Now I'll admit that's a weird opinion to have considering I've never seen a Wooday Allen film that I didn't enjoy on some level. I'm not even sure where that started, but I can say this is the earliest film I've seen of his and the first…
One of the strangest gaps in my filmwatching has been the lack of Woody Allen films I've seen recently.
In fact, I haven't seen a Woody Allen film in at least 13 or 14 years with the last one being Small Time Crooks, which I still regard as an extremely underrated and thoroughly enjoyable crime comedy. I'm not really sure why I haven't watched any of his films since then. It could be that few of his titles since then have really compelled me to watch them, but there are a couple of notables from earlier in his career that I also haven't seen yet such as Broadway Danny Rose and The Purple Rose Of Cairo.
Another one of Woody Allen's early funny films. A futuristic story clever and witty as always.
This film is not to be taking seriously, it's supposed to be stupidly funny and provide you with a great time of entertainment. In Sleeper Woody Allen combined verbal and a lot of physical humour, delivering a great performance together with Dianne Keaton.
The concept of the story is very cool, all of the futuristic the design sets and vehicles are minimalist and original.
Social satire is also very present, specially in political aspects. Woody's back in 1973 was trying to show how the world could be exaclty the same in those aspects even 200 years ahead of it's time, and it is also another proof that even today some things are not different or ever will be in the future.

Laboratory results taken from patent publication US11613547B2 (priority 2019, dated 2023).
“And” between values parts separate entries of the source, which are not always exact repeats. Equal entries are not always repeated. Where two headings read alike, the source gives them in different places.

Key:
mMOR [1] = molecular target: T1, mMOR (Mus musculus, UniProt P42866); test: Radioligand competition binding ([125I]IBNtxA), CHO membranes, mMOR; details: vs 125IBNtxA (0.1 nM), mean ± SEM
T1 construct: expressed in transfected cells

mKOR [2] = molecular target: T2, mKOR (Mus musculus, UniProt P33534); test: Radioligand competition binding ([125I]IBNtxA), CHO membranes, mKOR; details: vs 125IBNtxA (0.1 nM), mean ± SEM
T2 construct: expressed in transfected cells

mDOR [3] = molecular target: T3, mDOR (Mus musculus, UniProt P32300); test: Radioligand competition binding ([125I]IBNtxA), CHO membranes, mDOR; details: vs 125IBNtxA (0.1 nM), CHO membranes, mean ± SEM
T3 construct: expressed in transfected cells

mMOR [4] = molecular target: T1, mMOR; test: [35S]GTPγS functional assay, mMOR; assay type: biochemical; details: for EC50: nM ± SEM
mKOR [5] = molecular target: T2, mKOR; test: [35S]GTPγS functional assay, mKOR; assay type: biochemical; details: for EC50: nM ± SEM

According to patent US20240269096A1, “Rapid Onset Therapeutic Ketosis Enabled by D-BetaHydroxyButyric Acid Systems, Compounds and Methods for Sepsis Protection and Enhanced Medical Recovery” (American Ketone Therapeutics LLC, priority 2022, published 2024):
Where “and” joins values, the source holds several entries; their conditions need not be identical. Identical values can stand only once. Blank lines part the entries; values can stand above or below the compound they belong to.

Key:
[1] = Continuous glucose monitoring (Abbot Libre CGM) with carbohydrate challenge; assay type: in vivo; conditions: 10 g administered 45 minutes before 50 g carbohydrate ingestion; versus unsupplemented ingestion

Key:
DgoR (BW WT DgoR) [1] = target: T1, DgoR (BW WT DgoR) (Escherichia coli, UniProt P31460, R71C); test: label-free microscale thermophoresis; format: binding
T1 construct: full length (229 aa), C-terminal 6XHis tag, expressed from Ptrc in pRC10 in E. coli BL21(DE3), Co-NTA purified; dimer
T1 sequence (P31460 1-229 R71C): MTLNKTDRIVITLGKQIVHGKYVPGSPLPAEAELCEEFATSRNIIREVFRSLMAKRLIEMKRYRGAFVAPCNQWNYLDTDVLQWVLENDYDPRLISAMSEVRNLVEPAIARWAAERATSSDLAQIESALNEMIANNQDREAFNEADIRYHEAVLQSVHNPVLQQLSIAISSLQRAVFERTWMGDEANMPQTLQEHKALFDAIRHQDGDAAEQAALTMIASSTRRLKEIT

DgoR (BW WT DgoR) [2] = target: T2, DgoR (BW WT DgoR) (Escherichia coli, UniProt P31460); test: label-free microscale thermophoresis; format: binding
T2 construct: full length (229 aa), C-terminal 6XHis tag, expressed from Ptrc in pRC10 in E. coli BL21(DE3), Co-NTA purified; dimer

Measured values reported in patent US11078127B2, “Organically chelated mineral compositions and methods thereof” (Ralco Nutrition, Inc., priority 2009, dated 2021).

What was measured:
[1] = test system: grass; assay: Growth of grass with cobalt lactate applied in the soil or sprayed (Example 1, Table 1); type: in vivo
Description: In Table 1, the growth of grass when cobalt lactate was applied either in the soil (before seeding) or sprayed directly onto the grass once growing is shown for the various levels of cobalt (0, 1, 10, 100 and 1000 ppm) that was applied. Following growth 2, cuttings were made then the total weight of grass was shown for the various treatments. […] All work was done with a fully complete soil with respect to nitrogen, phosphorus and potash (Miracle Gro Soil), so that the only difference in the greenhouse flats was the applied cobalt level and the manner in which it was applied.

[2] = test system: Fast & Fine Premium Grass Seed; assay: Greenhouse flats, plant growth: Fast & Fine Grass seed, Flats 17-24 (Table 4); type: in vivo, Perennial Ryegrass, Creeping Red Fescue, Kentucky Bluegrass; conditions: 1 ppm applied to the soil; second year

Some of the films in Woody Allen's oeuvre have made the jump for me from "that's fine" to "that's quite good", but I don't think any has made the jump from "that's quite good" to "oh this is a goddamn masterwork" until this rewatch of Sleeper. Right from the start, the futuristic sets show homage to 2001 (Douglas Rain, voice of HAL 9000, also does voice work here) but this is not the long, serious sci-fi fare of Kubrick, this is a balls to the wall zany comedy dressed in sci-fi clothes. Woody's comedy here is so sharp here from the get go ("That's a photograph of Norman Mailer. He was a very great writer. He donated his ego to…
This film gets bogged down by a plot it doesn't want to have.
A lumpy comedy with some good laughs, but also a hell of a lot of misfires. When the jokes rely on Woody Allen making silly faces the movie falls flat, but the set pieces and futuristic ideas can be very funny at times. Some of the jokes are made funnier with time - for example, Allen's character is woken up after 200 years asleep and comments that he should have invested in Polaroid stocks because he could have made a fortune. (yes, the company still exists but is no longer the huge brand name it was in the 1970's)